The 100th birthday of a locomotive called Nellie transported to Sierra Leone by Leeds-based Manning Wardle & Company during the First World War will form part of a special exhibition set to open its doors this Saturday at a popular city museum.
As part of the ‘From West Riding to West Africa’ event at Leeds Industrial Museum at Armley Mills, visitors will be able to, from Saturday 23 May – Monday 25 May between 11am -5pm, find out more about the shared history and common links that the city and Sierra Leone share through the railways.
The story of how railway locomotives built in Leeds during and after the First World War changed West Africa forever will be told through displays, food, music, talks and hands-on activities at the event which has been developed in partnership by Leeds Museums and Galleries, the National Railway Museum of Sierra Leone and local West African community groups.
Not only is the 10th anniversary of the Sierra Leone National Railway Museum being marked in 2015, it is also 40 years since the closure of the railways in the country. Those joining in the celebrations over the three days will also be able to find out how the locomotives built in Leeds will be helping Sierra Leone’s economy recover from the recent crisis and be used as engines of growth once again.
The teams from Leeds Museums and Galleries and Sierra Leone National Railway Museum will also be commemorating the connections between Leeds and West Africa in a ceremony sistering two Leeds-built locomotives, Nellie in Freetown and Aldwyth in Leeds. The sistering will take place at 3pm in the Locomotive Gallery and we will be joined by Patrice Naiambana of Tribal Soul Arts.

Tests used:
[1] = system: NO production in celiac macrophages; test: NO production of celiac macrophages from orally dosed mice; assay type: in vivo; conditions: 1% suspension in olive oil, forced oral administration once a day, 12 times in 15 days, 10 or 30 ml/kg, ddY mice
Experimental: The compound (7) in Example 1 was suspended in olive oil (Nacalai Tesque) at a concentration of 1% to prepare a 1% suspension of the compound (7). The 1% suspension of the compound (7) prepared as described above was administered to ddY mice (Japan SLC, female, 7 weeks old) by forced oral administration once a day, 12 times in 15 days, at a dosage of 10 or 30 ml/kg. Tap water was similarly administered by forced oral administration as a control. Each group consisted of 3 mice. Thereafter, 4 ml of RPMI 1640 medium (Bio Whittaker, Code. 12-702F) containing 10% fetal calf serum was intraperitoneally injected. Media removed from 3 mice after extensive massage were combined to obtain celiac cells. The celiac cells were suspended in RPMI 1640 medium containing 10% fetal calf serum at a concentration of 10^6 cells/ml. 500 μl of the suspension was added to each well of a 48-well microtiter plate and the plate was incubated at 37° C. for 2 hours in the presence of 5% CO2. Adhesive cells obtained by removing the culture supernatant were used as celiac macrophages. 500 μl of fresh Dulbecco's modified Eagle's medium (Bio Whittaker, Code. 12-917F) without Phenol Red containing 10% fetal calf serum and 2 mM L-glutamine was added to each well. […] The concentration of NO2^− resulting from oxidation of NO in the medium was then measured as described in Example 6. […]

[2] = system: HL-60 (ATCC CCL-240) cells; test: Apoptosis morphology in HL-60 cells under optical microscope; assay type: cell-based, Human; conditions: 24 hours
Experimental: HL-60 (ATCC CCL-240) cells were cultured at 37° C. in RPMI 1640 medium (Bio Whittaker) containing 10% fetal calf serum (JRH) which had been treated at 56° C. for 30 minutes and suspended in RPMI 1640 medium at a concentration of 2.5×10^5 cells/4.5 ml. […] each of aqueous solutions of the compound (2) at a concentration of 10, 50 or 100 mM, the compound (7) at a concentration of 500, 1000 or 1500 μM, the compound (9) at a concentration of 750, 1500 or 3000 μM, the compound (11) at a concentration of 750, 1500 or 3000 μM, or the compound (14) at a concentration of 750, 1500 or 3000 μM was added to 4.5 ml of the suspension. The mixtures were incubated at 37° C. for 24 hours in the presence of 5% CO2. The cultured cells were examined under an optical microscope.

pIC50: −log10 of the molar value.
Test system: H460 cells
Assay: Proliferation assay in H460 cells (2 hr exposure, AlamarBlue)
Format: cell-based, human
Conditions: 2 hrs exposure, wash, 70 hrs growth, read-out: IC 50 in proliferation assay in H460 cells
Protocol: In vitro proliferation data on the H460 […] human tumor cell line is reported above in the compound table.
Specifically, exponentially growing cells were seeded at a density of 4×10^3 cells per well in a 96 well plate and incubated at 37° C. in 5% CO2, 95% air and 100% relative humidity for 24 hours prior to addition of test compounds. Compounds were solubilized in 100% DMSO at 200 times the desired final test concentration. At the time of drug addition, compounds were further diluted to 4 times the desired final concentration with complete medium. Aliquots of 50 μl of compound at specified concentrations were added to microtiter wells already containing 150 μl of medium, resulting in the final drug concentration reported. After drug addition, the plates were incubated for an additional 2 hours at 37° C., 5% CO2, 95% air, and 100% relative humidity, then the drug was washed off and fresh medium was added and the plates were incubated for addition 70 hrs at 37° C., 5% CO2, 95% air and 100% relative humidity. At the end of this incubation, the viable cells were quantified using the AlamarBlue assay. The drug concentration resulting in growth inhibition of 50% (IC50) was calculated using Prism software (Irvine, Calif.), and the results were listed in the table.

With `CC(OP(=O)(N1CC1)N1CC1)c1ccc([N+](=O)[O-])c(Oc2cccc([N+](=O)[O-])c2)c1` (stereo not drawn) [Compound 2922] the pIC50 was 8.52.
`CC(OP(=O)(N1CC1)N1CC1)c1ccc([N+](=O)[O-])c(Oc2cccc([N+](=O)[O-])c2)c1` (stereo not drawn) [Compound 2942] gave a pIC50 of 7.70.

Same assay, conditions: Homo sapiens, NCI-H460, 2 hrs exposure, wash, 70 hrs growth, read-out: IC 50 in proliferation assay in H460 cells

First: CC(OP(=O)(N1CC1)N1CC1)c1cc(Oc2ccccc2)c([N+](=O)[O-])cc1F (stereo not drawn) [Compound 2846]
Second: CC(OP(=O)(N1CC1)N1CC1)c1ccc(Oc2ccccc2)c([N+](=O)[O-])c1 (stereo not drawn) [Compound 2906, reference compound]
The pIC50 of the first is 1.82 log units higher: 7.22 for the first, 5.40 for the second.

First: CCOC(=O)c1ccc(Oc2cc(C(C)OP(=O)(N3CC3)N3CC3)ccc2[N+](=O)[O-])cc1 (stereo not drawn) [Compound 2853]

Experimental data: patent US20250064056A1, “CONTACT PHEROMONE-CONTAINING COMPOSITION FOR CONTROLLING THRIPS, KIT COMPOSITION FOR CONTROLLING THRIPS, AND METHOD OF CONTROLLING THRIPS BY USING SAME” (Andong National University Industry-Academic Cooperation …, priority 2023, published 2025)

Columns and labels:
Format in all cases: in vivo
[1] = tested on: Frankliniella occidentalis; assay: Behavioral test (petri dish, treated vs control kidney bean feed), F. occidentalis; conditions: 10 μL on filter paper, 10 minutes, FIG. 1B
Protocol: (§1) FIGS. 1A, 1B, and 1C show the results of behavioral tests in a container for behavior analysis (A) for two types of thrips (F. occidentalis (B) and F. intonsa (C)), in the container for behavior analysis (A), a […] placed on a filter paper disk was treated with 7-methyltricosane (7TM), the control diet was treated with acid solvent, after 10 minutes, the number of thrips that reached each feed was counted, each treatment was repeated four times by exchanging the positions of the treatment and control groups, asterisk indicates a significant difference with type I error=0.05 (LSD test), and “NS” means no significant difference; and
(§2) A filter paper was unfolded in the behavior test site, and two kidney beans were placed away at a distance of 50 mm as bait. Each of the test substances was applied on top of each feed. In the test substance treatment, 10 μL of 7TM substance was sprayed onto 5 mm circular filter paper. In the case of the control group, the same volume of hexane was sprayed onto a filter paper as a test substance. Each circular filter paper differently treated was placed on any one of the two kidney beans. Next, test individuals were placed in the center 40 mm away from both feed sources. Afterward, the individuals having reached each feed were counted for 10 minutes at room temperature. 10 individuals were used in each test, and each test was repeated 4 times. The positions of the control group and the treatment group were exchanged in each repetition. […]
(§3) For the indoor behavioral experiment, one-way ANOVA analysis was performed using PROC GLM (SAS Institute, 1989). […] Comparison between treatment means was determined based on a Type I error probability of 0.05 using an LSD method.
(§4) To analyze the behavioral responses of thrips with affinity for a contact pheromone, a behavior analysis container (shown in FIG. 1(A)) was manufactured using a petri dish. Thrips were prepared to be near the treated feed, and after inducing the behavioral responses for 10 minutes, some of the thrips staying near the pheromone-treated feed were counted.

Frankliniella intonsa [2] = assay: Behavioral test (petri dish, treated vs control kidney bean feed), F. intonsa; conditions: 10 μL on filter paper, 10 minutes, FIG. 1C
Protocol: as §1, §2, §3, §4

To find out more about the event and see what’s on each day, please see: www.leeds.gov.uk/westridingtowestafrica
Councillor Lucinda Yeadon, Leeds City Council’s executive member for digital and creative technologies, culture and skills said:
“We are really looking forward to hosting the ‘From West Riding to West Africa’ exhibition at Armley Mills for three days from this Saturday, which will tell the little known fascinating story of our city’s links with Sierra Leone through the railways.
“There will as always be a lot to see and enjoy, including a range talks, food, music, hands-on activities and the chance to hear from West African community groups how locomotives built right here in Leeds made such a big impact on the railways in West Africa.”
Notes to editors:
Leeds Industrial Museum at Armley Mills:
Housed in what was once the world's largest woollen mill, Leeds Industrial Museum houses a wealth of gems located in a beautiful riverside setting. Step back in time to learn about the industrial history of Leeds from manufacturing textiles and clothing to printing, engineering and locomotives, which the city was world famous for.
Admission:Adult £3.80, child £1.90, conc £3, family ticket £8 (Family ticket includes two adults and up to three children)Monday: Closed except for bank holidays. Bank holiday Mondays 10:00 - 17:00. Last admission at 16:00Tuesday to Saturday: 10:00 - 17:00. Last admission at 16:00Sunday: 13:00 - 17:00. Last admission at 16:00Canal Road, Leeds, LS12 2QF.Tel: 0113 378 3173. Email: email@example.com
For further information visit our website www.leeds.gov.uk/armleymills
For media enquiries, please contact:
Colin Dickinson, Leeds City Council press office (0113) 39 51578